Jack Gillis and the Center for Auto Safety Reveal “Best Bets” among the 2016 Vehicles in 36th Edition of The Car Book


The Center for Auto Safety is the nation’s premier independent, member driven, non-profit consumer advocacy organization dedicated to improving vehicle safety, quality, and fuel economy on behalf of all drivers, passengers, and pedestrians.

For Immediate Release                                           CONTACT: Richard Eckman
May 2, 2016                                                                     202-737-0766, [email protected]
For additional information and media copies


Jack Gillis and the Center for Auto Safety Reveal  “Best Bets” among the 2016 Vehicles in 36th Edition of The Car Book

Washington, DC – Jack Gillis’s THE CAR BOOK 2016, published in cooperation with the Center for Auto Safety, the nation’s leading automotive safety advocacy organization, identifies this year’s automotive Best Bets.  For 36 years, Gillis, a noted consumer advocate and auto safety expert, and the Center for Auto Safety have compiled the information consumers need to purchase a safe and reliable vehicle—totally unbiased and advertising free.


Honda Odyssey (8)

Chevrolet Sonic (10)
Honda Fit (7)
Kia Soul (7)

Buick Verano (10)
Toyota Corolla (9)
BMW 3 Series (8)
Mazda Mazda3 (8)
Volkswagen Jetta (7) 

Acura TLX (10)
Volvo S60 (10)
Honda Accord (10)
Hyundai Sonata (10)
Chrysler 200 (9)
Audi A6 (8)
Chevrolet Malibu (8) 

Tesla Model S (10)
Cadillac XTS (9)
Buick LaCrosse (8)
Toyota Avalon (8)
Hyundai Genesis (7)

Acura RDX (10)
Buick Encore (10)
Chevrolet Trax (9)

Volvo XC60 (10)
Ford Edge (9)
Honda Pilot (8)

Lincoln Navigator (9)
Ford Expedition (7)
Toyota Highlander (7)

Ford F-150 (9)

Note on The Car Book Ratings: The number following the vehicle is the overall Car Book 1-10 comparative rating (10 being the best). The rating includes: crash safety, fuel economy, repair and maintenance costs, warranties, insurance costs, rollover, safety features and complaint history.  Because safety is a key element in the Gillis ratings, vehicles that do not have government crash test ratings are not given an overall rating.

For 36 years, The Car Book has been guiding consumers to the safest and best performing vehicles in an unbiased, straightforward, easy to understand format. “Our goal is simple,” said Clarence Ditlow, Executive Director, Center for Auto Safety, “to empower consumers by providing relevant information about the most complex purchase they make.”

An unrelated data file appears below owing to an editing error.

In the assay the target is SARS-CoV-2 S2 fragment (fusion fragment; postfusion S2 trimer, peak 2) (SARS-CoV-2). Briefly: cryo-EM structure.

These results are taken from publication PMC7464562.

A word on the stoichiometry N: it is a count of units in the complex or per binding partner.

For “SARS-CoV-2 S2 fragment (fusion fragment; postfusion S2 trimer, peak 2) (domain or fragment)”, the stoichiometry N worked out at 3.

“Thanks to the information in The Car Book, consumers are able to ‘vote’ with their hard earned dollars for the best performers and that has put enormous pressure on the car makers to improve,” said Gillis.

As a Revived Auto Industry Breaks Sales Records, Still Struggling Consumers Need All the Help They Can Get When Buying a Car.

Today, thanks to The Car Book, information about moon roofs, stylized interiors and speed has given way to critically important information, on safety features, crash test performance, fuel economy, and operating costs. The Car Book helps consumers make one of their most difficult buying decisions, one of their best decisions.

Along with ratings for most of the 2016 models, The Car Book will help consumers with:

  • Buying vs. Leasing?—Leasing will cost more.
  • Which cars have advanced safety features that meet voluntary government standards?— Mercedes-Benz C, E, & S Class, Tesla Model S, Volvo S60, and Volvo XC70 have Crash Imminent Braking and Lane Keeping Assist.
  • Which companies offer free maintenance for the first 4 or 5 years?—Cadillac, BMW
  • Which companies offer the best warranties— Hyundai, Mitsubishi, and Tesla
  • How do you factor in repair costs?—Nine typical repairs will cost you about $2,800 in a Kia Forte vs. $5,200 in a Mitsubishi Lancer…About $3900 in a Ford Expedition and almost $7,000 in a Toyota Highlander…Changing the water pump in a Ford Flex will cost $1,047 compared to the Lincoln Navigator, which is only $275 for the same repair. 

History of The Car Book

In 1980, under Jack Gillis’ direction while at NHTSA’s Office of Automotive Ratings, the government published the first edition of The Car Book. It became the most popular publication the government offered. Under pressure from the car makers, who didn’t want this information made available to the public, the Reagan Administration killed the book. The next year, to the great consternation of the government and the auto industry, Gillis left NHTSA and continued publishing the book in cooperation with the Center for Auto Safety.

The Car Book was the first to compile complex safety and performance data on new model cars and gave consumers access to information they were previously denied. The Car Book translates complicated data, such as crash test scores, into a simple, easy to understand index. Since Gillis began providing consumers with access to this information, the auto industry has been forced to respond: Cars have become safer, warranties have improved, and the government has adopted a simpler system for its crash ratings.

To arrange interviews or receive review copies, contact:

Richard Eckman in Washington, DC at (202) 737-0766 or [email protected]

THE CAR BOOK is available through the Center for Auto Safety here.  Sales through the non-profit Center for Auto Safety, an independent consumer group founded in 1970 to improve vehicle/highway safety and quality benefit their efforts.  Book sellers contact Baker and Taylor.  The book is also available through Amazon.com.